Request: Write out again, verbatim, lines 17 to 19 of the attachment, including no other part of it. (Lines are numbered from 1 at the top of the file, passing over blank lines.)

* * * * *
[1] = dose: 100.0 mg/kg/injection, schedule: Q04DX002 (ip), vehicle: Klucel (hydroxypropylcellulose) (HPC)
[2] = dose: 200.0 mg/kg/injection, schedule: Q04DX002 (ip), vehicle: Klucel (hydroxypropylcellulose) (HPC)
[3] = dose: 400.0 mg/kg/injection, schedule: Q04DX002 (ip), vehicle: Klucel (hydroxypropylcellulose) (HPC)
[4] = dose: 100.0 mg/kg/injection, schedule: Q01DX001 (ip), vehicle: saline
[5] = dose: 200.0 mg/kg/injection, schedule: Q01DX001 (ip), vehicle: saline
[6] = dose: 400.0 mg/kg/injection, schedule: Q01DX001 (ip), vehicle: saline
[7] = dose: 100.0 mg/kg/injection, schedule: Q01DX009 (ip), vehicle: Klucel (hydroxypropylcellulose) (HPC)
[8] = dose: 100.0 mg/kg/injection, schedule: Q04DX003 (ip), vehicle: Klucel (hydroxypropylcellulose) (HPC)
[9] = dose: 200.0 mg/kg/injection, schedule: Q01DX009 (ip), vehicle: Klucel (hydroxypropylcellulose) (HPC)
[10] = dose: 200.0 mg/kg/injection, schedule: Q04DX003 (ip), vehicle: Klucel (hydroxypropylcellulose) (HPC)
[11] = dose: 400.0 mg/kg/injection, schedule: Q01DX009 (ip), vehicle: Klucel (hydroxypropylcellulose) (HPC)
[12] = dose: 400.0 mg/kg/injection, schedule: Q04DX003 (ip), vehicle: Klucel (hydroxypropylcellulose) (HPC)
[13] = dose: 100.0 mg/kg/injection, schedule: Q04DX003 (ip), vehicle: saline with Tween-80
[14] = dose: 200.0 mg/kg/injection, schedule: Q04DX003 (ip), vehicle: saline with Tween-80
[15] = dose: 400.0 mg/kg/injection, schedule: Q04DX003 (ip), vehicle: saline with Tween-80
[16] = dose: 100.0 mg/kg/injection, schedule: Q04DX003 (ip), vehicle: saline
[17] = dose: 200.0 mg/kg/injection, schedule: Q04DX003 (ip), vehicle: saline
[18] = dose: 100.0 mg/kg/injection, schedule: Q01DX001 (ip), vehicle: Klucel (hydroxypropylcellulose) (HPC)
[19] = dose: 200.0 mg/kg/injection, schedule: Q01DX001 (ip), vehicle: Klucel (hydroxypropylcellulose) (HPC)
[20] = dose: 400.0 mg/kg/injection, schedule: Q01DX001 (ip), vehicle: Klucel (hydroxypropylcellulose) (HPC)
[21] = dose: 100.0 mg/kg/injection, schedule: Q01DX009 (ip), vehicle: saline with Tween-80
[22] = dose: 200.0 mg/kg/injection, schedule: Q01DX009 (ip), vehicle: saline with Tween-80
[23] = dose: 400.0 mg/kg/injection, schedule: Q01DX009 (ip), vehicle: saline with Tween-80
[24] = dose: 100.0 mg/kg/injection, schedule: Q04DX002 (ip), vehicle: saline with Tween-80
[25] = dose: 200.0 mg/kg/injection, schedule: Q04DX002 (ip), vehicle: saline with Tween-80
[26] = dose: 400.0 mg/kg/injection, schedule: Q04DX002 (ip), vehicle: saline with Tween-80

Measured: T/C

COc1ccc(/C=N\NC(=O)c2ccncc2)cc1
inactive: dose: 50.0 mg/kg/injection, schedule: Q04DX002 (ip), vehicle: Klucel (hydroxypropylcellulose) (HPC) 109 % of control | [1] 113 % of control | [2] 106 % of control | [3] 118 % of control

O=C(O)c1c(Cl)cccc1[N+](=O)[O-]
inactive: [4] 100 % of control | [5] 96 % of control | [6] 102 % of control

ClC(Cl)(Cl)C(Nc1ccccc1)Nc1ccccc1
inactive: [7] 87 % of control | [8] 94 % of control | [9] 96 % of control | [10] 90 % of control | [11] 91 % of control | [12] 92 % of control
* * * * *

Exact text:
[17] = dose: 200.0 mg/kg/injection, schedule: Q04DX003 (ip), vehicle: saline
[18] = dose: 100.0 mg/kg/injection, schedule: Q01DX001 (ip), vehicle: Klucel (hydroxypropylcellulose) (HPC)
[19] = dose: 200.0 mg/kg/injection, schedule: Q01DX001 (ip), vehicle: Klucel (hydroxypropylcellulose) (HPC)